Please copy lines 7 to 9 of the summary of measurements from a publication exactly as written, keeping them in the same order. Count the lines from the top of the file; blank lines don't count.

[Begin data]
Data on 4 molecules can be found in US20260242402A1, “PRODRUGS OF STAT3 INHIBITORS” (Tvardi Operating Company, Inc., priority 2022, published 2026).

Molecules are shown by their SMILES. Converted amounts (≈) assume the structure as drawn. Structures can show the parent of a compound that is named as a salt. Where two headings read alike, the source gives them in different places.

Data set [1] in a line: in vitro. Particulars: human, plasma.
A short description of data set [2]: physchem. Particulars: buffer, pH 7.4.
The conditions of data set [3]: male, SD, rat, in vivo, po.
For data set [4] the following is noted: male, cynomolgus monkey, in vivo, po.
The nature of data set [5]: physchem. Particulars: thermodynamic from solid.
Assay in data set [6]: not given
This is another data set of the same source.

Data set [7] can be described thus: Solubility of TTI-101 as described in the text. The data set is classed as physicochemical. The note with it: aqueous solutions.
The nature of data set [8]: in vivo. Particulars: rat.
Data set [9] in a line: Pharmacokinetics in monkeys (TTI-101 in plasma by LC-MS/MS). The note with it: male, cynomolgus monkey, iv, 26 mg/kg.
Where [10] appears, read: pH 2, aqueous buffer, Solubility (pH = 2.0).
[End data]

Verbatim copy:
The nature of data set [5]: physchem. Particulars: thermodynamic from solid.
Assay in data set [6]: not given
This is another data set of the same source.